United States District Court, Eastern District of Pennsylvania
April 17, 2000
DAN R. LINDLEY, PLAINTIFF
CATERPILLAR, INC., DEFENDANT.
The opinion of the court was delivered by: Marvin Katz, S. J.
MEMORANDUM & ORDER
Before the court is defendant's motion to transfer this action to
the Middle District of Florida, Jacksonville Division. Because
the court finds that such a transfer will serve the convenience
of the parties and witnesses and that it is in the interests of
justice, the motion will be granted.
According to the complaint, plaintiff Dan Lindley purchased a
boat equipped with a Caterpillar engine. Lindley uses this boat
in his commercial diving and fishing business. After breaking
twice, the original engine was replaced by another Caterpillar
engine. That engine, in turn, broke down four times and was
replaced again. The third engine broke down twice; on the second
occasion, Caterpillar refused to rebuild the engine unless the
plaintiff paid for it. Asserting damages in excess of $500,000,
plaintiff now alleges claims of products liability, negligence,
breach of warranties, breach of contract, fraud,
misrepresentation, breach of the Florida Deceptive and Unfair
Trade Practices Act, and breach of the Illinois Consumer Fraud
and Deceptive Business Practices Act.
Lindley alleges that he is citizen of Florida who resides in
Jacksonville Beach, Florida. See Compl. ¶ 1. According to the
undisputed declaration*fn1 submitted by defendant, the boat is also
located in Jacksonville, Florida. See Decl. of Dennis Bieneman ¶
3 (Mot. to Dismiss Ex. 2 ¶ 3).*fn2 Caterpillar is a corporation
organized and existing under the laws of Delaware with an address
and principal place of business in Peoria, Illinois. It is
authorized to do business in Florida. See Compl. ¶ 2. The repair
work that is at issue was performed by Ring Power Systems, an
authorized Caterpillar dealer located in Jacksonville, Florida.
See Bieneman Decl. ¶ 4.
"For the convenience of the parties and witnesses, in the
interest of justice, a district court may transfer any civil
action to any other district or division where it might have been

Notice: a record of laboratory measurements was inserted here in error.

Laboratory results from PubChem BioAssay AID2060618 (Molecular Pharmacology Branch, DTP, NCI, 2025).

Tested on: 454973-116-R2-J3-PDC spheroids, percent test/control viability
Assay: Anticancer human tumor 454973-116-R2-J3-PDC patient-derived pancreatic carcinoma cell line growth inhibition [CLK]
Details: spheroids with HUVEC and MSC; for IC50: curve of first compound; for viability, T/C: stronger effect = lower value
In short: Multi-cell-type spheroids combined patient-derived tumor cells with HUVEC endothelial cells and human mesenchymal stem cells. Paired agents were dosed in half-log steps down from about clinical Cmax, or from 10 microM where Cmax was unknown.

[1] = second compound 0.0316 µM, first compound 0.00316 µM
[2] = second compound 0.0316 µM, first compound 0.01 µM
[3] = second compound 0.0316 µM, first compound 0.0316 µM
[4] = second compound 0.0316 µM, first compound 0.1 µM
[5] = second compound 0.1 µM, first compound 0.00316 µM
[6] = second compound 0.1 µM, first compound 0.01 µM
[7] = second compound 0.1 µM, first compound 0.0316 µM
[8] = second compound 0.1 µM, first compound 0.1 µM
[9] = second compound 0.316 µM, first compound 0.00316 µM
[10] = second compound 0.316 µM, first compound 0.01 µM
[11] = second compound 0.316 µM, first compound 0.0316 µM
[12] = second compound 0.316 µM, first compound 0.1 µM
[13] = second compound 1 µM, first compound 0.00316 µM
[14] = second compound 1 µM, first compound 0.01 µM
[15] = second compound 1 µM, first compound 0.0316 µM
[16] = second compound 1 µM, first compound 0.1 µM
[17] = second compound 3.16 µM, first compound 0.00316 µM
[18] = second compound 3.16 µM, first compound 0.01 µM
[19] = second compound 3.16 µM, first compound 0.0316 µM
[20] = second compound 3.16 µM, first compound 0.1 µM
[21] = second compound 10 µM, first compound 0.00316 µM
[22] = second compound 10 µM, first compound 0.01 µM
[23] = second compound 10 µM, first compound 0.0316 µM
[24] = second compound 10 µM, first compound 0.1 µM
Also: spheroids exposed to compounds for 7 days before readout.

brought." 28 U.S.C. § 1404 (a). To justify a transfer under
this section, the moving party must show that venue is proper in
the transferee district and that the transfer will serve the
convenience of the parties and witnesses and will promote the
interest of justice. See American Littoral Soc. v. U.S.E.P.A.,
943 F. Supp. 548, 550 (E.D. Pa. 1996); see also Jumara v. State
Farm Ins. Co., 55 F.3d 873, 879 (3d Cir. 1995) (stating that
moving party has burden of showing transfer's appropriateness).
The court should look to such factors as
(1) the plaintiffs choice of forum; (2) the relative ease of
access to sources of proof; (3) the availability of compulsory
process for attendance of unwilling witnesses; (4) the
possibility of viewing premises, if applicable; (5) the cost of
obtaining attendance of willing witnesses; (6) all other
practical problems that make trial of a case easy, expeditious,
and inexpensive; and (7) "public interest" factors, including the
relative congestion of court dockets, choice of law
considerations, and the relationship of the community in which
the courts and jurors are required to serve to the occurrences
that give rise to the litigation.
American Littoral Soc., 943 F. Supp. at 550 (citing Romann v.
Geissenberger Mfg. Corp., 865 F. Supp. 255, 264 (E.D. Pa. 1994),
partially abrogated on other grounds in Eagle Traffic Control v.
James Julian. Inc., 933 F. Supp. 1251, 1255-56 (E.D. Pa. 1996));
see also Jumara, 55 F.3d at 879 (describing factors).
As venue would clearly have been proper in the Middle District of
Florida, see 28 U.S.C. § 1391 (a),*fn3 the court will
address the other statutory factors and public interest
considerations, virtually all of which weigh strongly in favor of
The Middle District of Florida would be a convenient location for